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Thursday
Aug172017

15 AUGUST 2017

If you went down the farm walk today, you might have had a big surprise. Hein, Jennifer, Patricia and I moved these young ladies across the road and up the hill to pastures new this afternoon. Even to my untutored eye they are a particularly handsome group of young ewes. These are a completely different group to those featured in last week’s email. I asked Jennifer to explain what’s in store for this group :

These are our replacement ewes.

Come October the main sheep flock will once again be brought in and each ewe checked over.  Those with unresolvable problems involving feet, teats or poor body condition will be culled and the flock will diminish in size.  To take their place, we have picked the cream of the crop from our homebred lambs born in March and they will meet a ram once fully grown next year.  We make improvements to our management routine regularly and I must say we're particularly proud of this bunch!

See you soon.

Tom

Thursday
Aug172017

08 AUGUST 2017

As you can see these lambs are  rapidly approaching slaughter weight. The reason I mention this is that we still have some of last year’s hoggets in our freezer and we need to clear space for this seasons lamb. To help us do this we are putting together a special offer freezer pack which will be available later this week at 33% discount off our normal price. Details will be posted on facebook on Tuesday.

Has anyone else been aware of the profusion of rose bay willow herb growing in the hedgerows and field margins, where none grew before. Another thing I have noticed in profusion this year is goose grass, that weird clinging weed that attaches itself to your clothes. In years gone by, some doctors used it as a cure  for cancer. I imagine if it worked we would still be using it.

For some reason I associate a good blackberry crop with particularly cold winters to follow. If the enormous numbers of blackberries I see just starting to ripen are anything to go by, we are in  for the coldest winter of the century. Remember – you heard it first here, from the sage of Ballylagan. (The last time I made a prediction like this, we had an unusually mild winter.) In any case I’m looking forward to making industrial quantities of bramble jelly this year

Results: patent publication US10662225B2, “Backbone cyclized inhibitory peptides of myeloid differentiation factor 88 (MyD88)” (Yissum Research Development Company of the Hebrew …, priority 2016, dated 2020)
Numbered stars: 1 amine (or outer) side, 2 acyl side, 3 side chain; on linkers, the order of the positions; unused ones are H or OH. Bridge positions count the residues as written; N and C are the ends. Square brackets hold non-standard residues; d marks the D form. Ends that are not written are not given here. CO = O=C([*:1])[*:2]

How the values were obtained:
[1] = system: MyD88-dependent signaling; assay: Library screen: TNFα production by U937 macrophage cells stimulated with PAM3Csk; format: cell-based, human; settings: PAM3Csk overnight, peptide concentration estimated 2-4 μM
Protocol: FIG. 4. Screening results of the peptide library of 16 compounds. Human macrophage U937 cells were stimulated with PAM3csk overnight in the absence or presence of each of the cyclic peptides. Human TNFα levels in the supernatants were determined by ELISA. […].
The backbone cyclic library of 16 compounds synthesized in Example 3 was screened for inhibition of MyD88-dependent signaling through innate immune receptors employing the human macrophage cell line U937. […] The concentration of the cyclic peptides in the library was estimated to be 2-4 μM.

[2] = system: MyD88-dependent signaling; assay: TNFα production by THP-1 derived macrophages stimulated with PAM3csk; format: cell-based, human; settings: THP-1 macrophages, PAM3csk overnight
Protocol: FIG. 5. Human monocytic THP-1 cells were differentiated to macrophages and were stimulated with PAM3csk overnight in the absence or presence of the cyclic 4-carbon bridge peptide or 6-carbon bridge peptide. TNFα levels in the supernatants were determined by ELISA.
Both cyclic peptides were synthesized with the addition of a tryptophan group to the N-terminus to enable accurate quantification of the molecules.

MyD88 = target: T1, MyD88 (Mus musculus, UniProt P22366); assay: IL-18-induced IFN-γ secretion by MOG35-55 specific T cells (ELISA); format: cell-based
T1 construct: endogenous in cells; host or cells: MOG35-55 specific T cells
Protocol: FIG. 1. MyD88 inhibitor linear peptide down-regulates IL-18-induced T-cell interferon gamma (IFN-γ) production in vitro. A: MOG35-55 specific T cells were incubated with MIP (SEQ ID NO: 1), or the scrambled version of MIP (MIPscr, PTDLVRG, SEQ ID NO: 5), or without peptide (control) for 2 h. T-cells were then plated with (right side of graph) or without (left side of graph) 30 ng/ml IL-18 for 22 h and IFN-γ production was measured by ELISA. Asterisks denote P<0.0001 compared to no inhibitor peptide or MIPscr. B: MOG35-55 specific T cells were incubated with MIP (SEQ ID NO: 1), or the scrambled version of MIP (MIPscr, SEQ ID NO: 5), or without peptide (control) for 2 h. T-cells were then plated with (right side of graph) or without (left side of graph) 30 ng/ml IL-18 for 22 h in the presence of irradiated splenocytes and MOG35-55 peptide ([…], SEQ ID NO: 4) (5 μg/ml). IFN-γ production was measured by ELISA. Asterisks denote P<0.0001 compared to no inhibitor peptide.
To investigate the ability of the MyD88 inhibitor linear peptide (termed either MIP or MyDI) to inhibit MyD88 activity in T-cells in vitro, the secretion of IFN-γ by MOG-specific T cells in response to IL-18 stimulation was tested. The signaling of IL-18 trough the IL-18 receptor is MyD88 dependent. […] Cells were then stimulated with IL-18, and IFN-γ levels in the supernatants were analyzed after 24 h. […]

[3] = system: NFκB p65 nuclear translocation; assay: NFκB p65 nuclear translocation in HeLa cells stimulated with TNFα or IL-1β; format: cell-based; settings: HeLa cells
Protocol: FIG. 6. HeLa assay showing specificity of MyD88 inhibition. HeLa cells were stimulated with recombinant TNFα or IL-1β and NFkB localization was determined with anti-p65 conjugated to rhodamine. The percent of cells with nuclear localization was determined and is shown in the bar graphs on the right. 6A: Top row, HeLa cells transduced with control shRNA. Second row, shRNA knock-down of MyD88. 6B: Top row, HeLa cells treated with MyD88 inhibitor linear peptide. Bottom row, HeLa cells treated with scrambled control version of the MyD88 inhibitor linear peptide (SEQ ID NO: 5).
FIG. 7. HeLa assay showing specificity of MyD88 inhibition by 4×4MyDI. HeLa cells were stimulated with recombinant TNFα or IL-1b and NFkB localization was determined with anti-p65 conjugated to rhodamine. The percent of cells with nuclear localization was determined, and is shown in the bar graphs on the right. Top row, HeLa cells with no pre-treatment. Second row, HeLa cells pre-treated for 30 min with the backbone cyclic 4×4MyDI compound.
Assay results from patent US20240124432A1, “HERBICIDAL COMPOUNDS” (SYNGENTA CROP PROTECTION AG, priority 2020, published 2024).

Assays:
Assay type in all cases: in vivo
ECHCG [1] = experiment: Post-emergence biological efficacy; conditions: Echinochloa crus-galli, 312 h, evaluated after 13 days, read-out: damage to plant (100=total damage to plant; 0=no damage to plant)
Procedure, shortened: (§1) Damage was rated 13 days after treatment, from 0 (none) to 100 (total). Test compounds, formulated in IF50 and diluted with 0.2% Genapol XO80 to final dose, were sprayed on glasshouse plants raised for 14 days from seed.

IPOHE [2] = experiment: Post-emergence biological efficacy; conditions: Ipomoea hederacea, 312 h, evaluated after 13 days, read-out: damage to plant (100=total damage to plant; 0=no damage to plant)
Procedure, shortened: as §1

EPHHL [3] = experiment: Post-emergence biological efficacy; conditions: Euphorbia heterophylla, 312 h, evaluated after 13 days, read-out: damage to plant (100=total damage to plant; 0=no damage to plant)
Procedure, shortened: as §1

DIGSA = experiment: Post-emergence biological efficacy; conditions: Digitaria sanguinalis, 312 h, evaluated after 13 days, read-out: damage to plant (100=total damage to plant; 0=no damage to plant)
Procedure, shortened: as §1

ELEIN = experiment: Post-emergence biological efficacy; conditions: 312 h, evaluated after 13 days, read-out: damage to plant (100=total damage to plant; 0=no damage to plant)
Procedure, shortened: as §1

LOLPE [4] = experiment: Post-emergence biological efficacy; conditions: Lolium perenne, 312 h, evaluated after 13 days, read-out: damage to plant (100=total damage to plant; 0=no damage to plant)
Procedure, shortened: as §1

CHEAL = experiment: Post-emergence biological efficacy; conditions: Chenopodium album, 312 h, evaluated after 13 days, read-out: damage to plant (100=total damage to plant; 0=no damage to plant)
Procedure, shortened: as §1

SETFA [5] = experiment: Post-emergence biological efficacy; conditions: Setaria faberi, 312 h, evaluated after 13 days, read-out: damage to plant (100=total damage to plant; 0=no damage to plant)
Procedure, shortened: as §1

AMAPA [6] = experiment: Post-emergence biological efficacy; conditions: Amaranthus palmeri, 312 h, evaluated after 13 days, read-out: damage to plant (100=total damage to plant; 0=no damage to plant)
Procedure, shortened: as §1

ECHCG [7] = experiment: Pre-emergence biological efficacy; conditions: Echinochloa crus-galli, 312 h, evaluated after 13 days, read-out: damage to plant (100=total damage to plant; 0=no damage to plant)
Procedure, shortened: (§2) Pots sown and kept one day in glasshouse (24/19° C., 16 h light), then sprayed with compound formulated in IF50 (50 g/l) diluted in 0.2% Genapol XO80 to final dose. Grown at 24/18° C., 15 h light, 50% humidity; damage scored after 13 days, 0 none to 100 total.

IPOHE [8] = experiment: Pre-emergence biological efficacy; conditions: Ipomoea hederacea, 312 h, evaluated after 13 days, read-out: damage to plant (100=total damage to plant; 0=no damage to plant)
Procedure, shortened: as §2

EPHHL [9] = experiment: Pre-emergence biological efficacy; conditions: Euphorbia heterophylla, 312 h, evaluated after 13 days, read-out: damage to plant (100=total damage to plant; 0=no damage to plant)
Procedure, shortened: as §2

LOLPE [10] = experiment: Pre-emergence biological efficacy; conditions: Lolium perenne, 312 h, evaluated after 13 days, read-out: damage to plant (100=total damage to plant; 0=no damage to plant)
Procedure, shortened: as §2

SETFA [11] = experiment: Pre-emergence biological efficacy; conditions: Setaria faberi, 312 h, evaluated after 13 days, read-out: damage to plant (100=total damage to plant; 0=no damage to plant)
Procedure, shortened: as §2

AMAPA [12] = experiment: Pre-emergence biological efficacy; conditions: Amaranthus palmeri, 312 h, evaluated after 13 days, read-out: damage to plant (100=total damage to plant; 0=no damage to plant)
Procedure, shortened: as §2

We have decided to delist our jams from our Organic licence. The jams are still made with only organic fruit and sugar (and water in some cases) –  we just don’t use the word organic on the labels any more. We decided to do this to reduce the burden of record keeping require to satisfy the organic inspectors. Homemade raspberry, strawberry and blackcurrant jam (and marmalade) available in the shop now.

Visitors to the shop will notice that we have had to put all the soft fruits under mesh – this is to protect it from  the wasps – a perennial problem. For the first time we have home grown plums for sale and though I say it myself they are delicious.

See you soon.
Tom

Thursday
Aug172017

31 JULY 2017

You may remember a photograph a few weeks ago of the ducklings swimming across the dam in a very orderly file, and my asking how the photographer managed to persuade them to be so disciplined. Similarly, any time I attempt to photograph butterflies, they disobligingly fold their wings. Hein took this photo of what I am told is a common small tortoiseshell, and very beautiful it is, though I suspect its antenna is made out of an old wire coat hanger. Common it may be, but I don’t see many of them and certainly not as many as I see of the beastly cabbage white – of which there are legion, laying their wretched eggs all over my brassicas.